After thefts and vandalism, Baltimore’s new bike share system has suspended operations for a month.
Last week, Baltimore resident Brian Seel posted a story on Medium chronicling his one-man survey of the city’s bike-share system, which opened last October with a 20-station, 200-bike system. Seel toured every station in the city on Labor Day. He found only 4 working bikes, despite the system’s phone app assertion to the contrary.
As it turns out, the city’s Department of Transportation had quietly begun to take the bikes of service for a temporary system-wide shutdown it announced the next day. The DOT pledged to reopen the bike share by October 15.
The announced suspension of service came after a wave of thefts and vandalism that left only a third of the system’s bikes available, according to the Baltimore Sun. The system boasts 1,800 members and had logged 40,000 rides, so far, but a flaw with the locking system had left bikes easy to wrench out and abandon around town. Most were recovered eventually (they are equipped with GPS), but the backlog of maintenance work dwindled the number of functional bikes in the system. The undocking problem spiked over the summer—with a peak of about 130 bikes going out of service.
The $2.36 million system, which included a large number of electric-assist “Pedalec” cycles, is operated by Canadian manufacturer Bewegen Technologies. Bewegen is a relatively minor player in the burgeoning bike-share business. It operates four other city bike-share systems in the United States and five more in Portugal and Denmark. The company’s largest systems are about the size of the smallest cities covered by the two other North American public-private operators, Motivate and BCycle. With an expansion plan for 500 bikes and 50 stations next year, Baltimore’s system was on track to be the company’s largest system, surpassing their 400-bike system in Birmingham, Alabama, and the recently launched 220-bike system in Richmond, Virginia. Earlier in the summer, officials announced that the planned expansion would be pushed back to September.
Well, welcome to Baltimore, noted those familiar with the city’s rep for lawlessness. But Liz Cornish, who leads the bike advocacy nonprofit Bikemore, says that Bewegen has stepped up to fix the locking problem, jumping into research and development for a new lock. She’s supportive of the decision to go offline, which will bring a chance to make other improvements, but thinks the real challenge is communication and outreach, because what frustrated bike-share riders the most was the lack of transparency.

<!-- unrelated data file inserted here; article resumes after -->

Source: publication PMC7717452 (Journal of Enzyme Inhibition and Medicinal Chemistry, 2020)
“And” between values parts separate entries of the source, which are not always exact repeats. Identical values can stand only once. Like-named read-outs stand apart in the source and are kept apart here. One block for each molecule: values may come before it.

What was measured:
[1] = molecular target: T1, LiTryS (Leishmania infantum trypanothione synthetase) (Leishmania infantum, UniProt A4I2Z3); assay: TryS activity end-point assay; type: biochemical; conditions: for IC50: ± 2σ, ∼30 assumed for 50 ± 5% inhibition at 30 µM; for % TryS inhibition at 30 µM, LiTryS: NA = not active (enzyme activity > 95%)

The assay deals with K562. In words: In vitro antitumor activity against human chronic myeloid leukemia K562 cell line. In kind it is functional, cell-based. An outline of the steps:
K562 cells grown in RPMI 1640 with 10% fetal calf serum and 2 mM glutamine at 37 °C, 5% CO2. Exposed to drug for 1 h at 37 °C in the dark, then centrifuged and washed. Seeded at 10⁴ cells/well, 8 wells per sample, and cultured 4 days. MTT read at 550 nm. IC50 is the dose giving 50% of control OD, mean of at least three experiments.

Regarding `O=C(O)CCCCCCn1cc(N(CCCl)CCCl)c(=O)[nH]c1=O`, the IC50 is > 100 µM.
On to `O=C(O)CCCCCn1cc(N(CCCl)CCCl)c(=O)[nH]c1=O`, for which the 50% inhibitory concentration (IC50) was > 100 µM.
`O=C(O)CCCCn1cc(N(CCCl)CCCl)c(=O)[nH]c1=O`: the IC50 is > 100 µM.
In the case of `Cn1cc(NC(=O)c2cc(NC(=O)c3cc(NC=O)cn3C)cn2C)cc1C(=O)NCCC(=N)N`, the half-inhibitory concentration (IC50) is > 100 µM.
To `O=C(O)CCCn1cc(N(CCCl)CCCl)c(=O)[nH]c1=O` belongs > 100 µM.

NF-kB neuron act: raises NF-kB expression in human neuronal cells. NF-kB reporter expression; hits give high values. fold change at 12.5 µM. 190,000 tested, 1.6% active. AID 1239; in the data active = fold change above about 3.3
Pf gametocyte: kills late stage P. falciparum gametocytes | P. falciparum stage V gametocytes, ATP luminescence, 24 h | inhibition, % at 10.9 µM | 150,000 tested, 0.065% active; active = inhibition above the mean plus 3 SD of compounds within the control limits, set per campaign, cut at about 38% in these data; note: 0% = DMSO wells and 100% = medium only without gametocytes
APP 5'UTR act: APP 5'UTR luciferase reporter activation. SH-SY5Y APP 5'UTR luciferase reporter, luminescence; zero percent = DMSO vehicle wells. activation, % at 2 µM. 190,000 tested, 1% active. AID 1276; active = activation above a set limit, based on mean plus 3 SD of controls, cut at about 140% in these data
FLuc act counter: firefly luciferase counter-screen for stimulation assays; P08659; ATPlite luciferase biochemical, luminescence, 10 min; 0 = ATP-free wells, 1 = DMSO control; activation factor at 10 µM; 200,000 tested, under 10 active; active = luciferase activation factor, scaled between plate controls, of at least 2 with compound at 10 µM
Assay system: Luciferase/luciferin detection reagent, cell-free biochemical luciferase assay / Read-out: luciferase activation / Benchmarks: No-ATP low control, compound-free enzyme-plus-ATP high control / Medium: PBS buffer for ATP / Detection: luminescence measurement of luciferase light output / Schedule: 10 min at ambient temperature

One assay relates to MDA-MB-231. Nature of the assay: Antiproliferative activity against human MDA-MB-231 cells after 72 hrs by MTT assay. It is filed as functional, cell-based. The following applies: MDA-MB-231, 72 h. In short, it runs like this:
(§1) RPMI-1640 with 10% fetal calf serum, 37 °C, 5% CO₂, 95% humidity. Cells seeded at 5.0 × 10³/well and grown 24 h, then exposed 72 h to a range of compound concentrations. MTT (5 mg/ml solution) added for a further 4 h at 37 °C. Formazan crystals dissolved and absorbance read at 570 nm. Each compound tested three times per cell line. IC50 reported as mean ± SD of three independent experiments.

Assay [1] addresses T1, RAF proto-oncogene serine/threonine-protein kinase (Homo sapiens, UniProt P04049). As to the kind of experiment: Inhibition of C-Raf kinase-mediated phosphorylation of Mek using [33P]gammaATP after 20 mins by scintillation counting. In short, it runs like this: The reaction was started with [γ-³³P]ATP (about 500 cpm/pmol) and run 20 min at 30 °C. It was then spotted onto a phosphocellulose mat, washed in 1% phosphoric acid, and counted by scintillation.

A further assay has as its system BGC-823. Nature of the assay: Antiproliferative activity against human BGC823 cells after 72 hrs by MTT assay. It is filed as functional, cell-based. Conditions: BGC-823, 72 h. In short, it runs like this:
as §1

“We were raising alarm bells. We said, ‘The system is suffering, members are angry. We really think you should release a statement,’” Cornish says. “But I am sympathetic to the fact that it’s difficult to talk about crime in Baltimore. It’s complex.”
This vandalism doesn’t appear to fit the usual bike-share sabotage narrative. In Portland, Oregon, the city’s 200 Nike-sponsored Biketown bicycles have been targets of the anonymous Rose City Saboteurs, who slashed tires and spray-painted docking stations this April. In San Francisco, meanwhile, Ford GoBikes have been dismantled and hung from a tree, thrown into the bay, and set on fire in acts of gentrification resistance. The Baltimore program, on the other hand, seems to be victim of simple nuisance vandalism: Kids were pulling the bikes loose and joy-riding.
“It’s an electric bicycle,” Cornish says. “Are you kidding?” Part of the problem is that younger teens aren’t allowed to rent the cycles. “It is tough, because the city made the choice to make the bikes only available to those 18 and up. So youth legally can’t even access the bikes.”
The Baltimore program began with equity as an explicit goal: It borrows a lot of the inclusive features of Philadelphia’s successful Indego program—with cash payment systems, low-income enrollment programs, and membership discounts. Cornish says that the city needs to spread the word about those programs better; she’s encouraged that Webegen recently hired a new marketing officer to improve outreach. Bikemore published a statement about the shutdown that emphasized the urgency of making the re-booted system more accessible: “Allowing the private market to solely dictate expansion rates and station locations will only further the inequity,” the statement declares.
Most important, Cornish thinks there’s an opportunity to use this time-out to reframe bike sharing’s future role. “Vandalism isn't a unique issue to Baltimore, but how is occurring and why it’s occurring might be,” Cornish says. “The solution can’t just be to make it harder to get the bikes out. There has to be another way that we can make people feel included. What are we doing to make bike share feel inclusive and accessible to everyone? What are we doing so that it feels like something that people want to take care of and be a part of?”